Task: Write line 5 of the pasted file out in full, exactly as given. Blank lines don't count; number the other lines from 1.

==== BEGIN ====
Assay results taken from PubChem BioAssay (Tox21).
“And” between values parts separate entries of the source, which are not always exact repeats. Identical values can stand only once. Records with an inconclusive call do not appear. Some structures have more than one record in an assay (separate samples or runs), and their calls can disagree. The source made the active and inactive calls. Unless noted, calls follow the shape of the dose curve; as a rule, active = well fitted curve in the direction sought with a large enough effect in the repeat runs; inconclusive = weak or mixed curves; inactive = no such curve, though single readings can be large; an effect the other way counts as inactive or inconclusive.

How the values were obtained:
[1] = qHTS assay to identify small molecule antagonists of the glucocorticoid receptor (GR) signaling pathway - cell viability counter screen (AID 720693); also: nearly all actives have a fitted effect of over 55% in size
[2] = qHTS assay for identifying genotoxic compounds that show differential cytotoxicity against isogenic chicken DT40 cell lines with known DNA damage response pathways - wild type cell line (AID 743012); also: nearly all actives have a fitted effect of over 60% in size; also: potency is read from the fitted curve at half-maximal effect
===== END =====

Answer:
[2] = qHTS assay for identifying genotoxic compounds that show differential cytotoxicity against isogenic chicken DT40 cell lines with known DNA damage response pathways - wild type cell line (AID 743012); also: nearly all actives have a fitted effect of over 60% in size; also: potency is read from the fitted curve at half-maximal effect